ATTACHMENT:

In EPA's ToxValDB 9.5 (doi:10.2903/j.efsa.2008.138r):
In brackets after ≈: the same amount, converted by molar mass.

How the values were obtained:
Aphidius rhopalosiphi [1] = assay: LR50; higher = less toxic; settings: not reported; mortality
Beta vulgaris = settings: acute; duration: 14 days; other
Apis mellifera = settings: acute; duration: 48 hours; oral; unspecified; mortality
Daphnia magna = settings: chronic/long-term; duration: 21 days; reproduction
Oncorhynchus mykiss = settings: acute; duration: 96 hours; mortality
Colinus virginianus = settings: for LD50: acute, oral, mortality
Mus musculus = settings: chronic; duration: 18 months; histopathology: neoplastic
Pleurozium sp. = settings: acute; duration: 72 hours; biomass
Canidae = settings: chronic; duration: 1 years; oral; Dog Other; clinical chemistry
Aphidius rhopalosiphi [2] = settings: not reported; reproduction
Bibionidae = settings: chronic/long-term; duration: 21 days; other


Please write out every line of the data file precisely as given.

In EPA's ToxValDB 9.5 (doi:10.2903/j.efsa.2008.138r):
In brackets after ≈: the same amount, converted by molar mass.

How the values were obtained:
Aphidius rhopalosiphi [1] = assay: LR50; higher = less toxic; settings: not reported; mortality
Beta vulgaris = settings: acute; duration: 14 days; other
Apis mellifera = settings: acute; duration: 48 hours; oral; unspecified; mortality
Daphnia magna = settings: chronic/long-term; duration: 21 days; reproduction
Oncorhynchus mykiss = settings: acute; duration: 96 hours; mortality
Colinus virginianus = settings: for LD50: acute, oral, mortality
Mus musculus = settings: chronic; duration: 18 months; histopathology: neoplastic
Pleurozium sp. = settings: acute; duration: 72 hours; biomass
Canidae = settings: chronic; duration: 1 years; oral; Dog Other; clinical chemistry
Aphidius rhopalosiphi [2] = settings: not reported; reproduction
Bibionidae = settings: chronic/long-term; duration: 21 days; other